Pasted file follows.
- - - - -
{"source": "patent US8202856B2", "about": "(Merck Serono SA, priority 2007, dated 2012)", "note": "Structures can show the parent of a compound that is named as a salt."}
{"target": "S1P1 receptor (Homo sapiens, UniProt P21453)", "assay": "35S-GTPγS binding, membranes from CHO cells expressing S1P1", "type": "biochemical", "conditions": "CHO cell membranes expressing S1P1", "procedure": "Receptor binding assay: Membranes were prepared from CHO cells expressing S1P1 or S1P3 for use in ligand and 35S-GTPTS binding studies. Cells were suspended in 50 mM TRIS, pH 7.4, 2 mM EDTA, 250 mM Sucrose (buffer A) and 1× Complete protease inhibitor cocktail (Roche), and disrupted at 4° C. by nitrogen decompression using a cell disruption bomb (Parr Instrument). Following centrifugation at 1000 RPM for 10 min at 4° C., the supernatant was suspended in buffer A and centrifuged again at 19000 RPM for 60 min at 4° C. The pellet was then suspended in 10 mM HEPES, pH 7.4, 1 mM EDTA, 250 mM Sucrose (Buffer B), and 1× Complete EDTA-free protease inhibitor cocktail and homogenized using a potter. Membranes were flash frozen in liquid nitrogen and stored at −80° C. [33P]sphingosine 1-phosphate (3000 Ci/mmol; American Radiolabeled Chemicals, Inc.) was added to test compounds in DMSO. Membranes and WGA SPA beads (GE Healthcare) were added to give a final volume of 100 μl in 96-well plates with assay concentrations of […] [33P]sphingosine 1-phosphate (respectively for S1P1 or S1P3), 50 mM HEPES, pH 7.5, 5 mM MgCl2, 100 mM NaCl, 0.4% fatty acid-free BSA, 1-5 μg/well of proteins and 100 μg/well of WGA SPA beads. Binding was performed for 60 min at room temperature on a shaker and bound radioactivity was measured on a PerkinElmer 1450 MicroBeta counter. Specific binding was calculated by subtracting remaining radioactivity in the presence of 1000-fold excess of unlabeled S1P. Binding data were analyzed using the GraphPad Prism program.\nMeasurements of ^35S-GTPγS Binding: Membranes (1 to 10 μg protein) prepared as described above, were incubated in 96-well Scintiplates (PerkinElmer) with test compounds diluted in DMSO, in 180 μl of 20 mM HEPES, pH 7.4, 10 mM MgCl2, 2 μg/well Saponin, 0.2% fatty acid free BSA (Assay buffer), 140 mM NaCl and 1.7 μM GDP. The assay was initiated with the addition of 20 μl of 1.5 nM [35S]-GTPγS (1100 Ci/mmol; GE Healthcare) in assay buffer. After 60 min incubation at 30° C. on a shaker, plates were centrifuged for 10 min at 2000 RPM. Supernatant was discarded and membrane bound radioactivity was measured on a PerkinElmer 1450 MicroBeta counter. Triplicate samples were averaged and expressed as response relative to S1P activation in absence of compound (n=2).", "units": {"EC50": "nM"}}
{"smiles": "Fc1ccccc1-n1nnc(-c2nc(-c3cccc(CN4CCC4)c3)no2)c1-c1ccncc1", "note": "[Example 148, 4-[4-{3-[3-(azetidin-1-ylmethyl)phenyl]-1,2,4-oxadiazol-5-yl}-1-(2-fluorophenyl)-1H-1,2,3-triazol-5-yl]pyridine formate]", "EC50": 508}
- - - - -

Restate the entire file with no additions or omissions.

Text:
{"source": "patent US8202856B2", "about": "(Merck Serono SA, priority 2007, dated 2012)", "note": "Structures can show the parent of a compound that is named as a salt."}
{"target": "S1P1 receptor (Homo sapiens, UniProt P21453)", "assay": "35S-GTPγS binding, membranes from CHO cells expressing S1P1", "type": "biochemical", "conditions": "CHO cell membranes expressing S1P1", "procedure": "Receptor binding assay: Membranes were prepared from CHO cells expressing S1P1 or S1P3 for use in ligand and 35S-GTPTS binding studies. Cells were suspended in 50 mM TRIS, pH 7.4, 2 mM EDTA, 250 mM Sucrose (buffer A) and 1× Complete protease inhibitor cocktail (Roche), and disrupted at 4° C. by nitrogen decompression using a cell disruption bomb (Parr Instrument). Following centrifugation at 1000 RPM for 10 min at 4° C., the supernatant was suspended in buffer A and centrifuged again at 19000 RPM for 60 min at 4° C. The pellet was then suspended in 10 mM HEPES, pH 7.4, 1 mM EDTA, 250 mM Sucrose (Buffer B), and 1× Complete EDTA-free protease inhibitor cocktail and homogenized using a potter. Membranes were flash frozen in liquid nitrogen and stored at −80° C. [33P]sphingosine 1-phosphate (3000 Ci/mmol; American Radiolabeled Chemicals, Inc.) was added to test compounds in DMSO. Membranes and WGA SPA beads (GE Healthcare) were added to give a final volume of 100 μl in 96-well plates with assay concentrations of […] [33P]sphingosine 1-phosphate (respectively for S1P1 or S1P3), 50 mM HEPES, pH 7.5, 5 mM MgCl2, 100 mM NaCl, 0.4% fatty acid-free BSA, 1-5 μg/well of proteins and 100 μg/well of WGA SPA beads. Binding was performed for 60 min at room temperature on a shaker and bound radioactivity was measured on a PerkinElmer 1450 MicroBeta counter. Specific binding was calculated by subtracting remaining radioactivity in the presence of 1000-fold excess of unlabeled S1P. Binding data were analyzed using the GraphPad Prism program.\nMeasurements of ^35S-GTPγS Binding: Membranes (1 to 10 μg protein) prepared as described above, were incubated in 96-well Scintiplates (PerkinElmer) with test compounds diluted in DMSO, in 180 μl of 20 mM HEPES, pH 7.4, 10 mM MgCl2, 2 μg/well Saponin, 0.2% fatty acid free BSA (Assay buffer), 140 mM NaCl and 1.7 μM GDP. The assay was initiated with the addition of 20 μl of 1.5 nM [35S]-GTPγS (1100 Ci/mmol; GE Healthcare) in assay buffer. After 60 min incubation at 30° C. on a shaker, plates were centrifuged for 10 min at 2000 RPM. Supernatant was discarded and membrane bound radioactivity was measured on a PerkinElmer 1450 MicroBeta counter. Triplicate samples were averaged and expressed as response relative to S1P activation in absence of compound (n=2).", "units": {"EC50": "nM"}}
{"smiles": "Fc1ccccc1-n1nnc(-c2nc(-c3cccc(CN4CCC4)c3)no2)c1-c1ccncc1", "note": "[Example 148, 4-[4-{3-[3-(azetidin-1-ylmethyl)phenyl]-1,2,4-oxadiazol-5-yl}-1-(2-fluorophenyl)-1H-1,2,3-triazol-5-yl]pyridine formate]", "EC50": 508}